Talk about calling a spade a spade! In Oklahoma, a judge recently ruled that Johnson & Johnson “has blood on its hands” for contributing to the opioid epidemic in America.
Several attorneys general, including one in Pennsylvania, ordered Purdue Pharma to pay for harm done to people of this state for this company’s contribution to the rise in addicts from overuse of Oxycontin.
The existing crisis has claimed 400,000 lives over decades. The company places blame on others, not only sellers of the drugs but users as well.
But Judge Thad Balknow heard arguments and ruled against Johnson & Johnson. The judge said, “The company conspired to profit from addiction.”
Allegations were that company representatives hid the results of studies and convinced doctors that some high strength painkillers were not only effective, but they were safe as well.
The Oklahoma attorney general felt such methods of marketing were deceitful.
Doctors’ opinions were pretty much ignored as medical policy was run by drug companies and hospital chains. These companies used their wealth and influence to dictate treatment and also influence politicians.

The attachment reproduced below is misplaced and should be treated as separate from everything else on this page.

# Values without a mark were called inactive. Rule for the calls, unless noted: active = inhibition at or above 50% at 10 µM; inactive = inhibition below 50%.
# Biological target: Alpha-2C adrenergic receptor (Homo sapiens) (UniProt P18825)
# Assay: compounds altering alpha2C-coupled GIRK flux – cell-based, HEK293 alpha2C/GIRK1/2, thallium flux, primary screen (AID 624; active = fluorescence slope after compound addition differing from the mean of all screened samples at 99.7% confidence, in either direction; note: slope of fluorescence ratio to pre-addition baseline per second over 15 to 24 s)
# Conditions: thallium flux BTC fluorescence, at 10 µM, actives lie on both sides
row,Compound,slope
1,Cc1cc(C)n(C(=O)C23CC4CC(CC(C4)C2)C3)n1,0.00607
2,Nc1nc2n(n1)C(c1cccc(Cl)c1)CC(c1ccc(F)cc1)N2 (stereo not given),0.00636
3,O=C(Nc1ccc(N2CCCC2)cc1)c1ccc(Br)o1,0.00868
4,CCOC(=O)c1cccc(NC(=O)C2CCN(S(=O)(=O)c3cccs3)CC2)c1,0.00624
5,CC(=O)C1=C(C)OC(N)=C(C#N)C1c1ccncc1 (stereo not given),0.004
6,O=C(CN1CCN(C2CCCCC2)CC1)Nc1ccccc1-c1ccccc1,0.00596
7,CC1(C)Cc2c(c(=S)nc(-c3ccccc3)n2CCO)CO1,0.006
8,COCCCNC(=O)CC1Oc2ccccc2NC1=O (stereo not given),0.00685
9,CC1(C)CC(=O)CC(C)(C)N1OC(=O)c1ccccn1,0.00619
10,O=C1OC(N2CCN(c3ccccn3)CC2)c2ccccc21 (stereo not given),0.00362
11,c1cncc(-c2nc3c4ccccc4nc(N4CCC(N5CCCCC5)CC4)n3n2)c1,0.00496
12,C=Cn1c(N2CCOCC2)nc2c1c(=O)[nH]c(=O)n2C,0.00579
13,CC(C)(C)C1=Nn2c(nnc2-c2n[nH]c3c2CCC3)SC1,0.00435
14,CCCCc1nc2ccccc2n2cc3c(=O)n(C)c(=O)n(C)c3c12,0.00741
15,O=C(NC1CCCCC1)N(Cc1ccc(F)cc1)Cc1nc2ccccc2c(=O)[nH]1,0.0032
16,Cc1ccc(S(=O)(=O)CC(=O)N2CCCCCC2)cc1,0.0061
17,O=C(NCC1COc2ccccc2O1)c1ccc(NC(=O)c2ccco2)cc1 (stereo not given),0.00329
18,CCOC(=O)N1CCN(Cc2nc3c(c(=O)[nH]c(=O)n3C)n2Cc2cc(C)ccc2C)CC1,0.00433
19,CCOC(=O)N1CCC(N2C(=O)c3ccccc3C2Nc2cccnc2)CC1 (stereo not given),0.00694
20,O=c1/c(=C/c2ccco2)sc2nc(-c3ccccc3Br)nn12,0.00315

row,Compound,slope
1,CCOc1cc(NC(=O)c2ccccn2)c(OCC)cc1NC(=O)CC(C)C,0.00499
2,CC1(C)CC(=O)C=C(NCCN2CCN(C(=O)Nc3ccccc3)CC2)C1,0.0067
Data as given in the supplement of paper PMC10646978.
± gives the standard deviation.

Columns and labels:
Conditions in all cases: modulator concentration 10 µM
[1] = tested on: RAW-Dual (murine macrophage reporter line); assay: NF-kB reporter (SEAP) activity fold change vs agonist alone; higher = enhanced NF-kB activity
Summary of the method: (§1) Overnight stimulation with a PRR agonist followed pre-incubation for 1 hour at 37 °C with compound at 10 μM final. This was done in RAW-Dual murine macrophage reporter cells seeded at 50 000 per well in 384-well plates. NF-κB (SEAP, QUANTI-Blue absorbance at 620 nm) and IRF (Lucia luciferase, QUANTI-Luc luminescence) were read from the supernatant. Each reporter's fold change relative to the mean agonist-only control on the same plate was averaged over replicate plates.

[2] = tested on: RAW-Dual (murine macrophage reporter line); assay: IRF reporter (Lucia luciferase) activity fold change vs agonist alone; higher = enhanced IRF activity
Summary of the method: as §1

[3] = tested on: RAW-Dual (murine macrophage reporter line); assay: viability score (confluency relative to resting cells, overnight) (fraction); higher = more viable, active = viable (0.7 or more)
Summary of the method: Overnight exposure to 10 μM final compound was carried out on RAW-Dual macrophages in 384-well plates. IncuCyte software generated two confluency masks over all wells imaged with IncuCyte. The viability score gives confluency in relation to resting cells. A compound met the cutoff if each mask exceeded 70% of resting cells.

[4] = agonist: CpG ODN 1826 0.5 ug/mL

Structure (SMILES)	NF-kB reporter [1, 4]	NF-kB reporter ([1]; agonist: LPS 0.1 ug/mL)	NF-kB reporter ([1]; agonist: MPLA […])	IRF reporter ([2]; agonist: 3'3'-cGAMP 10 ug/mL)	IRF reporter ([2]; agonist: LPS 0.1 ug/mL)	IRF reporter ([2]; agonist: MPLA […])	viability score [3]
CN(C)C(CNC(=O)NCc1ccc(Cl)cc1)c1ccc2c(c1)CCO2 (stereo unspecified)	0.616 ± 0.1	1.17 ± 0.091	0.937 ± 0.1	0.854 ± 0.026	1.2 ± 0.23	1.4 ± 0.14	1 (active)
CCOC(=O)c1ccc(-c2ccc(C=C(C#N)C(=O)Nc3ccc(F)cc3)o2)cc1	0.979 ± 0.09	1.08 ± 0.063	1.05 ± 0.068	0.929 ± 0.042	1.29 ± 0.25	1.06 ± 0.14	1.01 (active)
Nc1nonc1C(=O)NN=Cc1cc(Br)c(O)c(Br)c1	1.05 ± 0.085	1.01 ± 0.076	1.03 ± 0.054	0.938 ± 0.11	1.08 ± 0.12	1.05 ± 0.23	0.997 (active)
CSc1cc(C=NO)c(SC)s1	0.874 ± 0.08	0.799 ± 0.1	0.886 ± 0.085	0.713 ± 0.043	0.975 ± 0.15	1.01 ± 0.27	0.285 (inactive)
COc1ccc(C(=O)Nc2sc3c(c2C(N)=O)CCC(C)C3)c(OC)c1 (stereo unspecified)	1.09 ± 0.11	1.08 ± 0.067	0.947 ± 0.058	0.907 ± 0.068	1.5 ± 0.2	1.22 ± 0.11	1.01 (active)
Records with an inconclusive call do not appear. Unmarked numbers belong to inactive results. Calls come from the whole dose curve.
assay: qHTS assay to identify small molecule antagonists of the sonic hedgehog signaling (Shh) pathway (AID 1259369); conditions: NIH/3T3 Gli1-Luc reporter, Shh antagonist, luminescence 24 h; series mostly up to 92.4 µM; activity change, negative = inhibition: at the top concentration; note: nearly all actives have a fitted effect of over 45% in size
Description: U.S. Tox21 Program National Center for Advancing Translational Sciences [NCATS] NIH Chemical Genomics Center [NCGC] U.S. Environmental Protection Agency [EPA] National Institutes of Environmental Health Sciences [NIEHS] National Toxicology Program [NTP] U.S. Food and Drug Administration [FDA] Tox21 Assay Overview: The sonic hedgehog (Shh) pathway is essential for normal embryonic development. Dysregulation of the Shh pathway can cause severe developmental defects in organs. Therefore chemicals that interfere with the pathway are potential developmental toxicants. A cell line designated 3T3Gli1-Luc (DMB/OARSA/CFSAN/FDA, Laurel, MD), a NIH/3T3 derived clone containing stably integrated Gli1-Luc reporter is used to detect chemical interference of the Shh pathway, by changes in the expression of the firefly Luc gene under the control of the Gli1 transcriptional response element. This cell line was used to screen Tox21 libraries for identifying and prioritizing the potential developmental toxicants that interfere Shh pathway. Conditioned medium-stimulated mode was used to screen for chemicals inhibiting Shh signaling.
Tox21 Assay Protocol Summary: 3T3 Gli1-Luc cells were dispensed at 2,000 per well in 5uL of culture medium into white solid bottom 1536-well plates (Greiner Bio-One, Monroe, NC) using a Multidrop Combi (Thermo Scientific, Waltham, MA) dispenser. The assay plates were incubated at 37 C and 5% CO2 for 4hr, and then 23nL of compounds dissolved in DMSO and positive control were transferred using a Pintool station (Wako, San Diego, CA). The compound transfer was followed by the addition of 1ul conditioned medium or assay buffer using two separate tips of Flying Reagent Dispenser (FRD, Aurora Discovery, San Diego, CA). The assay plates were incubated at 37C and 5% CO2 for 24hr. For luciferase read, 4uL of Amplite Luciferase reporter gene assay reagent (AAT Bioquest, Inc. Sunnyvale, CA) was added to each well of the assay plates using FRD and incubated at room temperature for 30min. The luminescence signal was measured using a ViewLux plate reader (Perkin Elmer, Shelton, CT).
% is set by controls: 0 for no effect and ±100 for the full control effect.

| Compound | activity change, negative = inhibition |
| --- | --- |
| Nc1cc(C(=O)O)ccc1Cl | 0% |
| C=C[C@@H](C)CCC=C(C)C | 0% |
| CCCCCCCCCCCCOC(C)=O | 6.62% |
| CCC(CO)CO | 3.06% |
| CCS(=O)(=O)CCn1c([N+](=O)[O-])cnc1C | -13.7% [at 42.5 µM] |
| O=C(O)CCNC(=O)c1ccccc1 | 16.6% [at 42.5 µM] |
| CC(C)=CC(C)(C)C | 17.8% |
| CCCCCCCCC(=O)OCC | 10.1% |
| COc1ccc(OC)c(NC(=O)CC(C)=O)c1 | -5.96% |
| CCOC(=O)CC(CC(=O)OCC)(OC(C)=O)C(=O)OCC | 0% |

The opioid makers settled the case against them with money made from the sale of their medications and seldom admitted liability. And, so as all this unfolded, we have an opioid epidemic and those taking these medicines need to be careful and follow directions lest they become addicts and further endanger their health.
Attorneys general in several states continue attempts to make drug companies pay damages to those addicted from some opioid painkillers. The settlement under review with Purdue Pharma involves $12 billion for its manufacturing of opioids. Another trial will soon begin in Cleveland.
Representative Max Rose, D-N.Y., wants the United States to penalize China for sending massive amounts of fentanyl into the United States and “profiting off killing Americans.”